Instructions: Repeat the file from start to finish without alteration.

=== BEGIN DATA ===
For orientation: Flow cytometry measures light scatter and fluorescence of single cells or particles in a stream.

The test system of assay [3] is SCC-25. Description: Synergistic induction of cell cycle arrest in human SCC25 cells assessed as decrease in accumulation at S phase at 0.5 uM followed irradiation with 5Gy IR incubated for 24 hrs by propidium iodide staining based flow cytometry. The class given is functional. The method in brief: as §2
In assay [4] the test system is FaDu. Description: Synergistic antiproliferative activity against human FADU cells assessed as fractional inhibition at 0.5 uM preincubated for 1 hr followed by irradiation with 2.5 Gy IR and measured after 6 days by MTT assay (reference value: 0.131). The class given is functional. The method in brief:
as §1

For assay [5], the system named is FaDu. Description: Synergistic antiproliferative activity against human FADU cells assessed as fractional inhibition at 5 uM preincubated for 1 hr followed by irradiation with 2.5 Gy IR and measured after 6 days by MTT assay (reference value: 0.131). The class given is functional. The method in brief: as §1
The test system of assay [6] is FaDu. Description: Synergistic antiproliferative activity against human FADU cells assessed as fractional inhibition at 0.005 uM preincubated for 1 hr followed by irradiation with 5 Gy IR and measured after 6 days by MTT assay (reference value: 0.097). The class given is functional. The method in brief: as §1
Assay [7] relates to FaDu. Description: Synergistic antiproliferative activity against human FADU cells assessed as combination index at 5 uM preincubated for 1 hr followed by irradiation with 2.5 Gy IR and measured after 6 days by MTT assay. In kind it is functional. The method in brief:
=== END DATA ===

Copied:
For orientation: Flow cytometry measures light scatter and fluorescence of single cells or particles in a stream.

The test system of assay [3] is SCC-25. Description: Synergistic induction of cell cycle arrest in human SCC25 cells assessed as decrease in accumulation at S phase at 0.5 uM followed irradiation with 5Gy IR incubated for 24 hrs by propidium iodide staining based flow cytometry. The class given is functional. The method in brief: as §2
In assay [4] the test system is FaDu. Description: Synergistic antiproliferative activity against human FADU cells assessed as fractional inhibition at 0.5 uM preincubated for 1 hr followed by irradiation with 2.5 Gy IR and measured after 6 days by MTT assay (reference value: 0.131). The class given is functional. The method in brief:
as §1

For assay [5], the system named is FaDu. Description: Synergistic antiproliferative activity against human FADU cells assessed as fractional inhibition at 5 uM preincubated for 1 hr followed by irradiation with 2.5 Gy IR and measured after 6 days by MTT assay (reference value: 0.131). The class given is functional. The method in brief: as §1
The test system of assay [6] is FaDu. Description: Synergistic antiproliferative activity against human FADU cells assessed as fractional inhibition at 0.005 uM preincubated for 1 hr followed by irradiation with 5 Gy IR and measured after 6 days by MTT assay (reference value: 0.097). The class given is functional. The method in brief: as §1
Assay [7] relates to FaDu. Description: Synergistic antiproliferative activity against human FADU cells assessed as combination index at 5 uM preincubated for 1 hr followed by irradiation with 2.5 Gy IR and measured after 6 days by MTT assay. In kind it is functional. The method in brief: